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Batman: Arkham Origins Blackgate review

Highs

  • Brings the claustrophobic exploration of Arkham Asylum back to the series.
  • Impressive freedom in how you explore the prison.
  • Most rooms feel like puzzles themselves.

Rating

Our Score 7.5
User Score 0

Lows

  • 3D Arkham combat and traversal not suited to a 2D game.
  • Navigating the environment can sometimes be frustratingly illogical.
  • Dark art style makes it sometimes difficult to see environmental features.
Armature Studio sticks to its strengths in the team's first Batman adventure, building an interconnected world that even bests certain aspects of Rocksteady's games.

Batman: Arkham Asylum didn’t inspire confidence when it was announced for one reason: Batman games were usually terrible. Rocksteady Studios, hoping to avoid making another bad Bat game, used Retro Studios’ classic Metroid Prime as a model for capturing the Batman comics sense of suspense and mystery. It borrowed almost all of Prime‘s parts. The Detective mode for scanning environments, the interconnected island sanitarium that forced Batman to acquire new skills, the secrets and hidden items; Rocksteady used Metroid Prime‘s tricks to grand effect.

It’s fitting that Armature Studio – which was founded by Metroid Prime designer Mark Pacini, engineer Jack Mathews, and artist Todd Keller – was brought in to develop Batman: Arkham Origins Blackgate, a handheld prequel to Asylum. Armature sticks to its strengths in Blackgate, building an interconnected world that bests even Rocksteady’s games in some respects. Blackgate isn’t quite the success it could have been, though, due to a slavish commitment to capturing the feel of the console Arkham games.

Another fine mess

Picking up shortly after the events of Arkham Origins — spoiler warning, Batman lives through that game and arrests all the bad guys — Blackgate finds the Dark Knight thrown into an uneasy alliance with Catwoman for the first time. The setting for their team-up is Blackgate Prison, an island facility housing most of Gotham City’s more colorful sociopaths and psychopaths.

What the story lacks in novelty, it makes up for with utility.

Batman heads to Blackgate after both a breakout and a massive explosion rock the penitentiary. With Catwoman’s help, he moves to subdue Black Mask, the Penguin, the Joker, and their respective gangs after each takes over a wing of the prison. Easier said than done when other creeps, like Deadshot, are roaming around. There are also bigger forces at work behind the scenes, possibly manipulating Batman for their own questionable ends.

Not the most original premise in the world. If this weren’t positioned as a prequel, Armature would have had to include some lines for Batman acknowledging how common these criminal insurrections are. “Great! Costumed lunatics have taken over yet another correctional facility in Gotham. And the whole, heavily armed staff has been taken hostage… again. Come on!”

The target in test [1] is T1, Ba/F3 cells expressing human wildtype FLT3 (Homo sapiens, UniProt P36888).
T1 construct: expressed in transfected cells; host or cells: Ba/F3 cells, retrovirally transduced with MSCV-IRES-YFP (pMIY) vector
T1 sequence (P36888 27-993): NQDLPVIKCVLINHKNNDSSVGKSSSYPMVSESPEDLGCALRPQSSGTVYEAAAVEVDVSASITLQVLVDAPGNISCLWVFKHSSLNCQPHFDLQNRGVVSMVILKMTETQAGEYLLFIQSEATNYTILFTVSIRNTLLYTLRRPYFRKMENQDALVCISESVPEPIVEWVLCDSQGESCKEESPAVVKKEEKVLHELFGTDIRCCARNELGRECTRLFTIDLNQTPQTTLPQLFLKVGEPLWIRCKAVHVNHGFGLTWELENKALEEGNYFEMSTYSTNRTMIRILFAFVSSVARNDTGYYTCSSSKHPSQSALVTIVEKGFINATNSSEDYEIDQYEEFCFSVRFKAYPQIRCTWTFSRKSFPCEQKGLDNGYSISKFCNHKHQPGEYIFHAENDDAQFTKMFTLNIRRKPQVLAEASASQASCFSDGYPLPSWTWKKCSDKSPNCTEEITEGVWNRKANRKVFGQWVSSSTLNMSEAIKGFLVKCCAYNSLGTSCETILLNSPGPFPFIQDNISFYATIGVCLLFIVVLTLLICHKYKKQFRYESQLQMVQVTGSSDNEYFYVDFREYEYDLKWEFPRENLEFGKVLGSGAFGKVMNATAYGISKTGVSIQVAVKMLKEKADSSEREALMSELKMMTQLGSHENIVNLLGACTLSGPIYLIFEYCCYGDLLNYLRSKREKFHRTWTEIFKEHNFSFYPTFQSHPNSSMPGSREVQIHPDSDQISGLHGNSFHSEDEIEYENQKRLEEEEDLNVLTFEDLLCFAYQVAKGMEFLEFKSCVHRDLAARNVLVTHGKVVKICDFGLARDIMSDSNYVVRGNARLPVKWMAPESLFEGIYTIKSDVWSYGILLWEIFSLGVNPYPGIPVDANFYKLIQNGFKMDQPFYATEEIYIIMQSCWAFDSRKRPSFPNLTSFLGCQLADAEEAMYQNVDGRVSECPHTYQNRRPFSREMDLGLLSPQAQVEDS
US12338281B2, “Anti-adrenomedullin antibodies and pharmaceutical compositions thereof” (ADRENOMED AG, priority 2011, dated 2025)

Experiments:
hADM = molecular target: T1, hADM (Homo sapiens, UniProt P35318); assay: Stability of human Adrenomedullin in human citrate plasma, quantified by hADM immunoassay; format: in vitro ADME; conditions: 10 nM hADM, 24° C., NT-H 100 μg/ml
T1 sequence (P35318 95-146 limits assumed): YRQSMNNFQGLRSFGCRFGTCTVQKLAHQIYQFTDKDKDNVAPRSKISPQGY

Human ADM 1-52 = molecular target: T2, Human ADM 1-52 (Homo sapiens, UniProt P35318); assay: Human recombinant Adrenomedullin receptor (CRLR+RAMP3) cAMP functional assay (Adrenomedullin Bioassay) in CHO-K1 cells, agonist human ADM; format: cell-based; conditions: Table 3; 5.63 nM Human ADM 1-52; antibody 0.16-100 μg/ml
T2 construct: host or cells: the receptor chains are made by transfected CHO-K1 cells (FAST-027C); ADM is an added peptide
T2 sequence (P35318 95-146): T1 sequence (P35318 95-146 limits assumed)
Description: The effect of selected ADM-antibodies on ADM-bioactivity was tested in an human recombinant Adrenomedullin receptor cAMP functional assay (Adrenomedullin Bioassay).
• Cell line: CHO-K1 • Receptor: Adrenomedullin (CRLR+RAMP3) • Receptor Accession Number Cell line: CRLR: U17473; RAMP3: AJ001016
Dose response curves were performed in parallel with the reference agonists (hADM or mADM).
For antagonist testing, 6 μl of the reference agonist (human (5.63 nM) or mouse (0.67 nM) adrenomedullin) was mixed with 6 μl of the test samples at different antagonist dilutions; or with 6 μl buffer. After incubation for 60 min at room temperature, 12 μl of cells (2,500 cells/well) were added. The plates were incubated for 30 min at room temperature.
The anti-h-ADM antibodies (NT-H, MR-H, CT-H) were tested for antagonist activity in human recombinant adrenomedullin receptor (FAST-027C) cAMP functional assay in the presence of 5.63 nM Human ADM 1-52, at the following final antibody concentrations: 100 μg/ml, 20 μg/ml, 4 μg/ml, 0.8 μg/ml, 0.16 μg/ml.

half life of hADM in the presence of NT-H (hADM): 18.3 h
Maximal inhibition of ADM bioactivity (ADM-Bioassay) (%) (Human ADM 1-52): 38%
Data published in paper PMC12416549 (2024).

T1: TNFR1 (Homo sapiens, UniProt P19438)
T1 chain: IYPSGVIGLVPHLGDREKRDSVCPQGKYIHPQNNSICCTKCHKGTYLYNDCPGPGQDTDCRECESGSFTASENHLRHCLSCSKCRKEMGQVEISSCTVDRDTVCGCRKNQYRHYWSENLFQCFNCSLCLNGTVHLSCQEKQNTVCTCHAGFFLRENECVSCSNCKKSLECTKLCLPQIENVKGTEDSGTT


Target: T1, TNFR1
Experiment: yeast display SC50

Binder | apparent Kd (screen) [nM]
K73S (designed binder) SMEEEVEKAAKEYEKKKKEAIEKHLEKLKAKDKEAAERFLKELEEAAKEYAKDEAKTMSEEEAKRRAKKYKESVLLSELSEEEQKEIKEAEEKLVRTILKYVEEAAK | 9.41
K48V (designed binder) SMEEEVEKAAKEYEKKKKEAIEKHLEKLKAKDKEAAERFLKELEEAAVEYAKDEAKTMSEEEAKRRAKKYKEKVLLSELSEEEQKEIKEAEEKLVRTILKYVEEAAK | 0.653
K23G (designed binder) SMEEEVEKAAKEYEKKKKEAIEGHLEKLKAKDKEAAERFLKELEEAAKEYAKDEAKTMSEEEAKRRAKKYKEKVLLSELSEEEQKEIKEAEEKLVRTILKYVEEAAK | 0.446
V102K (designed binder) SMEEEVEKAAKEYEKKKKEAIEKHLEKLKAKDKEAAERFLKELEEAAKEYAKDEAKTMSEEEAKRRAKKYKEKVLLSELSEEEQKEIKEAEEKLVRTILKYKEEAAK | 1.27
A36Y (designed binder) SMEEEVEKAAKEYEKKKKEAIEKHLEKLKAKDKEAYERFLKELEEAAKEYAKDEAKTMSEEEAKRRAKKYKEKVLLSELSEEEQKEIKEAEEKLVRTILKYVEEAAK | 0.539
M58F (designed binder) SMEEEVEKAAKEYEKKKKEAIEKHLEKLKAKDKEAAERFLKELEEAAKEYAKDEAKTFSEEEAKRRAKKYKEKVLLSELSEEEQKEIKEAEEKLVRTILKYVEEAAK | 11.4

What the story lacks in novelty, it makes up for with utility. The explosion leaves Blackgate a wreck of burning hallways, collapsed cellblocks, and all kinds of unstable architecture, fine justification for why Batman can follow some paths and not others until he gets some fresh equipment. It helps, of course, that Wayne Enterprises provided the security technology and construction tools used at Blackgate, so Batman can find all the handy accessories he needs to get through.

Closed, surprisingly open world

Getting through is what you’re doing most of the time in Blackgate. Batman does have to fight the various gangs controlling the prison, but to the game’s benefit, far more time is spent exploring, trying to figure out how to sneak your way to the next room. This is a tricky process, in more ways than one. Unlike Arkham Asylum, Blackgate is a 2.5D game, meaning Batman can’t freely move wherever he wants. He can go right and left, and even into the background and foreground of the screen, but he’s not roaming around a 360-degree space. This turns most of Blackgate‘s interconnected rooms into puzzles in and of themselves.

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An example: multiple guards patrol the Joker-controlled library when you enter. There are grates in the floor that Batman can hide under, and he can use his Batclaw to move between the upper and lower parts of the room. Since he can only go right or left, your options for hiding are more limited by the constraints of a 2D space.

Once the guards are down, it’s not immediately clear how to move on. There’s a vent in the background, so you press the PS Vita’s touch screen to enter into Detective Mode. Much like the bigger Arkham games, Detective Mode is a visual overlay that highlights points of interest in the environment. The grate glows yellow, meaning you can walk up to it and hold the X button to tear it free, clearing your path forward. There’s also a second vent in the library that isn’t at ground level, and it can’t be opened until you come back later with the extra-strength Batclaw.